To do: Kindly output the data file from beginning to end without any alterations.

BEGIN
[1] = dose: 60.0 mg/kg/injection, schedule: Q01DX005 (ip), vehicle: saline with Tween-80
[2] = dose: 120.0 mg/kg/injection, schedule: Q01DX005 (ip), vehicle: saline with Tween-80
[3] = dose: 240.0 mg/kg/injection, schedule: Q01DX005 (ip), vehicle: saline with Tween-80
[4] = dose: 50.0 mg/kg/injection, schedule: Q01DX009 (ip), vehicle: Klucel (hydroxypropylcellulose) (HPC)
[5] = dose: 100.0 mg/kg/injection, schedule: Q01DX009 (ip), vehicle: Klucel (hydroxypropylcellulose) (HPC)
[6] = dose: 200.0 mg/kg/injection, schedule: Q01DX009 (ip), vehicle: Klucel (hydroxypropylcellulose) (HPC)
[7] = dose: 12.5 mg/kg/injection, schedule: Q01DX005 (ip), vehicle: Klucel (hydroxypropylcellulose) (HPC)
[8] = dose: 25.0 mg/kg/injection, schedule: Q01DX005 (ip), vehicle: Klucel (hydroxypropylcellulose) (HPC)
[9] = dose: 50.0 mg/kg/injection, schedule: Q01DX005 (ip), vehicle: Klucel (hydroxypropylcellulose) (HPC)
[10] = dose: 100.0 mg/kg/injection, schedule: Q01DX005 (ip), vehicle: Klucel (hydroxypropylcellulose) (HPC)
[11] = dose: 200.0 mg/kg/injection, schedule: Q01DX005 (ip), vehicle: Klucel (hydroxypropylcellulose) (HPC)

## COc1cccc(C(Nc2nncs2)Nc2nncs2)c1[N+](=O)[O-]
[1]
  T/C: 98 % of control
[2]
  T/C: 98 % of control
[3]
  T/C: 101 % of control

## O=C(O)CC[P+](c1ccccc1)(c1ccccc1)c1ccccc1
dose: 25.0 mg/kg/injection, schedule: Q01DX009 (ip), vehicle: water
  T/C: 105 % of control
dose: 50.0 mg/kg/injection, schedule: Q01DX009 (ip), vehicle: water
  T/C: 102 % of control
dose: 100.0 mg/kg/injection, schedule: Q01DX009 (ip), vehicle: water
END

[1] = dose: 60.0 mg/kg/injection, schedule: Q01DX005 (ip), vehicle: saline with Tween-80
[2] = dose: 120.0 mg/kg/injection, schedule: Q01DX005 (ip), vehicle: saline with Tween-80
[3] = dose: 240.0 mg/kg/injection, schedule: Q01DX005 (ip), vehicle: saline with Tween-80
[4] = dose: 50.0 mg/kg/injection, schedule: Q01DX009 (ip), vehicle: Klucel (hydroxypropylcellulose) (HPC)
[5] = dose: 100.0 mg/kg/injection, schedule: Q01DX009 (ip), vehicle: Klucel (hydroxypropylcellulose) (HPC)
[6] = dose: 200.0 mg/kg/injection, schedule: Q01DX009 (ip), vehicle: Klucel (hydroxypropylcellulose) (HPC)
[7] = dose: 12.5 mg/kg/injection, schedule: Q01DX005 (ip), vehicle: Klucel (hydroxypropylcellulose) (HPC)
[8] = dose: 25.0 mg/kg/injection, schedule: Q01DX005 (ip), vehicle: Klucel (hydroxypropylcellulose) (HPC)
[9] = dose: 50.0 mg/kg/injection, schedule: Q01DX005 (ip), vehicle: Klucel (hydroxypropylcellulose) (HPC)
[10] = dose: 100.0 mg/kg/injection, schedule: Q01DX005 (ip), vehicle: Klucel (hydroxypropylcellulose) (HPC)
[11] = dose: 200.0 mg/kg/injection, schedule: Q01DX005 (ip), vehicle: Klucel (hydroxypropylcellulose) (HPC)

## COc1cccc(C(Nc2nncs2)Nc2nncs2)c1[N+](=O)[O-]
[1]
  T/C: 98 % of control
[2]
  T/C: 98 % of control
[3]
  T/C: 101 % of control

## O=C(O)CC[P+](c1ccccc1)(c1ccccc1)c1ccccc1
dose: 25.0 mg/kg/injection, schedule: Q01DX009 (ip), vehicle: water
  T/C: 105 % of control
dose: 50.0 mg/kg/injection, schedule: Q01DX009 (ip), vehicle: water
  T/C: 102 % of control
dose: 100.0 mg/kg/injection, schedule: Q01DX009 (ip), vehicle: water